The link between fructose consumption and incidence of metabolic syndrome
A recent article in the Guardian (Mon 21st Oct) reports on “Fructose: the poison index” in which they present arguments and an outrage at the recent EU ruling to not only substitute sucrose with fructose in sweetened drinks and food products but also allow health claims by food companies for using fructose in these products. This decision was made on the advice of the European Food Safety Authority (Efsa), on the grounds that fructose has a lower glycaemic index and as such does not cause as high and rapid rise in blood sugar levels as sucrose or glucose.
However, the science behind the ruling is actually more nuanced than presented: substituting sucrose for fructose may benefit some people at the cost of harming others. I’ll explain the evidence below.
Sucrose vs. Fructose: Examining the Evidence
Fructose is a fruit sugar found in many common foods like honey, raisins, bananas, crab and similar healthy foods; however, in its pure synthetic form it is derived from sugar cane, corn or sugar beets. The increased use of high-fructose corn syrup by the food industry (in most drinks, yoghurts, bakery products, cereals) has been associated with increased obesity and diabetes epidemics in the Western countries. Fructose intake from added sugars has also been implicated as a cause of the metabolic syndrome and non-alcoholic fatty liver disease, cardiovascular disease, cancer and others. Human studies investigating the effects of glucose versus fructose on metabolism are numerous. For example, in one study that assessed the relative effects of glucose versus fructose consumption, provided in the form of sweetened drinks, in overweight and obese subjects found that although both study groups exhibited similar weight gain during the study, visceral fat mass (belly fat) was significantly increased only in subjects consuming fructose-sweetened drinks. Also many other lipid and glucose measurements such as cholesterol, glucose and insulin were only increased in the fructose-consuming group.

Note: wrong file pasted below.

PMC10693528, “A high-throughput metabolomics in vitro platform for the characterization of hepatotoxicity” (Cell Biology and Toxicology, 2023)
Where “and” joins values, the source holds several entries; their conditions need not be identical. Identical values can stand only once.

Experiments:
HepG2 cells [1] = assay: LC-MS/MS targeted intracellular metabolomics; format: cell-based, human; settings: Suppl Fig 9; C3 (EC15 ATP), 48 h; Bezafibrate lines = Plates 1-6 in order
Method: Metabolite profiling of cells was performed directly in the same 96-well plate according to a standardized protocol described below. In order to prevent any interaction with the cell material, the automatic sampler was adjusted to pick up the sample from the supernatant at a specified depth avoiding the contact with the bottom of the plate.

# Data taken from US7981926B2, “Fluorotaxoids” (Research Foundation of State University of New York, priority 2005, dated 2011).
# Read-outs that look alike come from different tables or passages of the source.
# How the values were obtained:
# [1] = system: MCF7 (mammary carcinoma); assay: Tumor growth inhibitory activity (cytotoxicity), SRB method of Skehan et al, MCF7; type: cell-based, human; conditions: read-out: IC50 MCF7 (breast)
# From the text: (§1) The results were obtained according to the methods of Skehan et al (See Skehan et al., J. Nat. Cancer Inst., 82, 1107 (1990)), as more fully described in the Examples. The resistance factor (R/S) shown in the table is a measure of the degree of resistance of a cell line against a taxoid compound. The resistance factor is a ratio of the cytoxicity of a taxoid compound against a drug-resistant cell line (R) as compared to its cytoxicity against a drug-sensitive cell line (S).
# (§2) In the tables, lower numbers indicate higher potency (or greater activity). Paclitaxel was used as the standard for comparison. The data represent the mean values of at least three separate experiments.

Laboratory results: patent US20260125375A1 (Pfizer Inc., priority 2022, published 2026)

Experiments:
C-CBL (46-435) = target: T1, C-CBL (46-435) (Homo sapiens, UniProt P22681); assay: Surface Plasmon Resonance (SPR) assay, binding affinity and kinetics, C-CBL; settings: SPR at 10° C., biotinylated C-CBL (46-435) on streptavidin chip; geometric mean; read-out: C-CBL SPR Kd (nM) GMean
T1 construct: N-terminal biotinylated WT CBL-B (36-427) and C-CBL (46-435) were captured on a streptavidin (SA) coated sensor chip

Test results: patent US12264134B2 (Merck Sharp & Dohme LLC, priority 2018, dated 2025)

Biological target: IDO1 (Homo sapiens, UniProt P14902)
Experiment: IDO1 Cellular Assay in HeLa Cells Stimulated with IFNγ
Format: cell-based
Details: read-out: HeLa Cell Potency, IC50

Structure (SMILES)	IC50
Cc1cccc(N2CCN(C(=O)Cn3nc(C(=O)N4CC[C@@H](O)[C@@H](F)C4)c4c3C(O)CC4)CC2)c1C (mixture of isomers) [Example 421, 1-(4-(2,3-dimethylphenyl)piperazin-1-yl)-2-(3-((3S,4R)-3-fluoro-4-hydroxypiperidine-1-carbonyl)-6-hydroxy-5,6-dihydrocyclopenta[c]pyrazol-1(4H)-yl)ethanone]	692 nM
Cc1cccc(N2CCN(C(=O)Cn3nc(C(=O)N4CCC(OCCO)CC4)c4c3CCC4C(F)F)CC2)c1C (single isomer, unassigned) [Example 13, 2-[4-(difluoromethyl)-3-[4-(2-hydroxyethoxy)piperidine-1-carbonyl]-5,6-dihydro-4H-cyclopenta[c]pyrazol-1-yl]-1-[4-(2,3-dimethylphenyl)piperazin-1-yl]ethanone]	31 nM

KL Stanhope, et al. (2009). Consuming fructose-sweetened, not glucose-sweetened, beverages increases visceral adiposity and lipids and decreases insulin sensitivity in overweight/obese humans. Journal of Clinical Investigation, 119(5):1322-34. doi: 10.1172/JCI37385.
There was also a recent presentation by an addiction expert Francesco Leri at the 2013 Canadian Neuroscience Meeting which suggested that high-fructose corn syrup can also cause behavioural reactions similar to those produced by drugs of abuse such as cocaine.
The article referred to in the Guardian coverage correctly cites one of the most well known cancer researchers Dr. Lewis Cantley and his recent Nature News and Views article called “Metabolic syndrome: F stands for Fructose and Fat”. This article reports on the two recent studies performed to investigate directly the role of fructose in metabolic syndrome and obesity. Both studies use mouse models that are not able to metabolize fructose and support the notion that diets high in fructose could cause excess fat accumulation in the liver, leading to the liver disorders, fatty liver disease, steatohepatitis and, ultimately, cirrhosis.
Lyssiotis CA, Cantley LC. (2013). Metabolic syndrome: F stands for fructose and fat. Nature, 502(7470):181-2. doi: 10.1038/502181a